As we’ve pointed out, there has been a steady stream of criticism for the official estimates on the amount of oil coming from the geyser under the Gulf of Mexico. Even when initial estimates of 1,000 and 5,000 barrels were shattered by the second round of official estimates, 12,000 to 19,000 barrels, the criticism did not abate.

And for good reason. The latest official estimates place the spill at double even that rate – 25,000 to 30,000 barrels a day. As The New York Times points out, that’s means a spill the size of the Exxon Valdez is dumping into the Gulf every eight to 10 days. And that measurement was made before the pipe was cut to allow placement of a cap to recapture some of that oil: BP and other officials have said the cut could have increased the flow by as much as 20 percent. (The cap is apparently capturing about 15,000 barrels a day.)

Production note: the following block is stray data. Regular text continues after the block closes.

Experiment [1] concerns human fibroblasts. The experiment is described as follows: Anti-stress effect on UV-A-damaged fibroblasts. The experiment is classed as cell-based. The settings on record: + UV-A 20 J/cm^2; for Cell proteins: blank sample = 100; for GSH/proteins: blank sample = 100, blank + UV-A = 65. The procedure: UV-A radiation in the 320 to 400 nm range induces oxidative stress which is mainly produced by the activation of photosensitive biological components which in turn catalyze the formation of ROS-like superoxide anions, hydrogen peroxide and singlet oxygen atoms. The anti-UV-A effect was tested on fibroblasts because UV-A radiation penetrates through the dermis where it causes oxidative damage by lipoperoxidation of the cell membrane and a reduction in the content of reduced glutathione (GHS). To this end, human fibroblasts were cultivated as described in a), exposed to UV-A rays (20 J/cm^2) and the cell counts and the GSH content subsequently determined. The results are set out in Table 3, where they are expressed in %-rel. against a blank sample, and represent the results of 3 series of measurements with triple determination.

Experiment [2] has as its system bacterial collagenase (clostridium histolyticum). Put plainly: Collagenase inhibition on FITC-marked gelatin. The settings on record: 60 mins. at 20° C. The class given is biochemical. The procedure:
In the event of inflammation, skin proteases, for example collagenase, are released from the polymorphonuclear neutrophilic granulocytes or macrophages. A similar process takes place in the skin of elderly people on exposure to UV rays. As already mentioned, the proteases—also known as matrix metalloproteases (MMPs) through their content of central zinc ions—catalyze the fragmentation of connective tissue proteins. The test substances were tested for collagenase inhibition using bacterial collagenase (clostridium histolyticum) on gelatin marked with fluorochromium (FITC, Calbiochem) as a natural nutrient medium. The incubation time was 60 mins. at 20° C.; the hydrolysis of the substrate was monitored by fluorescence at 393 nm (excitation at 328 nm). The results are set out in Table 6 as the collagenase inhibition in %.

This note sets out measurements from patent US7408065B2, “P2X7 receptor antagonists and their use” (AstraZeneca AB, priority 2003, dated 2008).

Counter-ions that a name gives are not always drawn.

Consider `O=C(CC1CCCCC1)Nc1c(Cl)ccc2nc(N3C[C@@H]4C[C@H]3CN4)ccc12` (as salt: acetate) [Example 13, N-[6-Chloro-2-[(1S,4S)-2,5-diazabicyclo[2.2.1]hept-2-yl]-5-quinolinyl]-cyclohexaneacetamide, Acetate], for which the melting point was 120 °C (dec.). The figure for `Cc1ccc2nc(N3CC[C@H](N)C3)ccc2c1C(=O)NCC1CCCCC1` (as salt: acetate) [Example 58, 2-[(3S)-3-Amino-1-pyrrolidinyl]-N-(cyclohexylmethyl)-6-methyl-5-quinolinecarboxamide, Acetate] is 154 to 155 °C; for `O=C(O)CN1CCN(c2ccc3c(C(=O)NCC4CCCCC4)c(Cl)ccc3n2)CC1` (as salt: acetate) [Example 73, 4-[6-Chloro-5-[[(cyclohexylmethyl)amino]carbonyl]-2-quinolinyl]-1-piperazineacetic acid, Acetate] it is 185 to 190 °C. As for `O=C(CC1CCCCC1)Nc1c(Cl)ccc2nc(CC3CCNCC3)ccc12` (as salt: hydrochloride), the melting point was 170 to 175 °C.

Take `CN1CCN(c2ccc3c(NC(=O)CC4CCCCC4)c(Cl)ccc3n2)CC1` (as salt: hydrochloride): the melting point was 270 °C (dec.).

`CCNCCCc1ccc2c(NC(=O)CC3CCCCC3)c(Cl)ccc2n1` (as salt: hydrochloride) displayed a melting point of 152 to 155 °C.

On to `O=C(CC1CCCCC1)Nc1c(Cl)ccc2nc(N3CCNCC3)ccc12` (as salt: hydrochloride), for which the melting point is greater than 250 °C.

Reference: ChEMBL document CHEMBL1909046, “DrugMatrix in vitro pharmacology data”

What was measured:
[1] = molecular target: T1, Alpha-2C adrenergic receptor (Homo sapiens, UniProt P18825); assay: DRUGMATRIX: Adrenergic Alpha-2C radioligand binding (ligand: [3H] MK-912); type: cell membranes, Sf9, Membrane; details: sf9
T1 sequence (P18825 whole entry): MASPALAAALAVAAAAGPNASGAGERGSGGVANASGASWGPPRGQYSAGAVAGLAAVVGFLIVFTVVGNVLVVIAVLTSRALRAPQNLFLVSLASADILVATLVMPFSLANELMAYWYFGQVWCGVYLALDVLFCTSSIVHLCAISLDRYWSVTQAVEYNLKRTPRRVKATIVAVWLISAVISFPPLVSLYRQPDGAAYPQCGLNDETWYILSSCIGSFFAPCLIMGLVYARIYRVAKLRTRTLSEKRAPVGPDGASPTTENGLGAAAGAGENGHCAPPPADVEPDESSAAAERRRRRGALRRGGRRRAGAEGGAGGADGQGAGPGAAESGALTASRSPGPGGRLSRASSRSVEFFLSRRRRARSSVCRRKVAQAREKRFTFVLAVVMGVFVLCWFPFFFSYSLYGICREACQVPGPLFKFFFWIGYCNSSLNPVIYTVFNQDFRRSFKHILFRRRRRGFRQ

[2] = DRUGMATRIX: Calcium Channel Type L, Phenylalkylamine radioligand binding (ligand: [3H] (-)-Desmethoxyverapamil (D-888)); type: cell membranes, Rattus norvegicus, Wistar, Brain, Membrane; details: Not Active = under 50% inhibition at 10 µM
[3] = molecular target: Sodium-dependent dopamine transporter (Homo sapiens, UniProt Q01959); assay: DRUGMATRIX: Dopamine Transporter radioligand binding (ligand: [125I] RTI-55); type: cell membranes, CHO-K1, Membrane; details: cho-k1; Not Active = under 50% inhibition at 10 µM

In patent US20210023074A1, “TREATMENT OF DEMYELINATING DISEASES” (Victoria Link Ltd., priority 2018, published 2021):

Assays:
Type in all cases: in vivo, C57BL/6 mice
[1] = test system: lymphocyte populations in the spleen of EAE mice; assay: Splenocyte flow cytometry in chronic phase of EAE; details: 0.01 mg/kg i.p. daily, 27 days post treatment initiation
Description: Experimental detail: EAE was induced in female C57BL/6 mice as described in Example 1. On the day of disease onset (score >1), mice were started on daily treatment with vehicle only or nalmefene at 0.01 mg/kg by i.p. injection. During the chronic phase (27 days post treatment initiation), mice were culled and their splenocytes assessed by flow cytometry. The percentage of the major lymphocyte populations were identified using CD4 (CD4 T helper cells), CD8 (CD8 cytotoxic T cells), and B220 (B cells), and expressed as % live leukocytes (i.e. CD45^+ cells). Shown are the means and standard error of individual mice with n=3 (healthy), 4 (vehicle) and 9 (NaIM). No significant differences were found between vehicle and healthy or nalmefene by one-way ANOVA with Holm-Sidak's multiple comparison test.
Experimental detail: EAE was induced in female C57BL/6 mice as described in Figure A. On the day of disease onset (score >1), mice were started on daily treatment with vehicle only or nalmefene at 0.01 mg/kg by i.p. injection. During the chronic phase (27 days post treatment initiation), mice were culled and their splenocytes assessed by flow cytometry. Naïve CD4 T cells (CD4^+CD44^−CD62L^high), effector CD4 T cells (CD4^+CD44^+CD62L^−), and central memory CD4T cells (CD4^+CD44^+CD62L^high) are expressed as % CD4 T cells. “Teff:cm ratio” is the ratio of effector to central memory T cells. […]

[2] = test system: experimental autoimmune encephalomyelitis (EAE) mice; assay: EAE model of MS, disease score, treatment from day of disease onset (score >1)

Officials at BP have said repeatedly that the size of the spill is not what’s important, just cleaning it up is all that matters. They’ve also said it’s just too tough to get an accurate measure.

But in 2008, BP felt differently. According to Mother Jones, BP was touting in a company magazine (PDF) its “expertise of flow measurement,” and how it had successfully used a sonar device to measure the flow of oil through pipelines. From Mother Jones:

This technology is "proving its worth in the company’s operations around the world," the article says, noting that BP "has pioneered the introduction of a new and very useful tool into the wider oil industry."

BP and the government have insisted they are on top of this disaster, but with continued evidence emerging that there are many tools for measuring spill size, but that both have yet to use them, it’s tough to believe.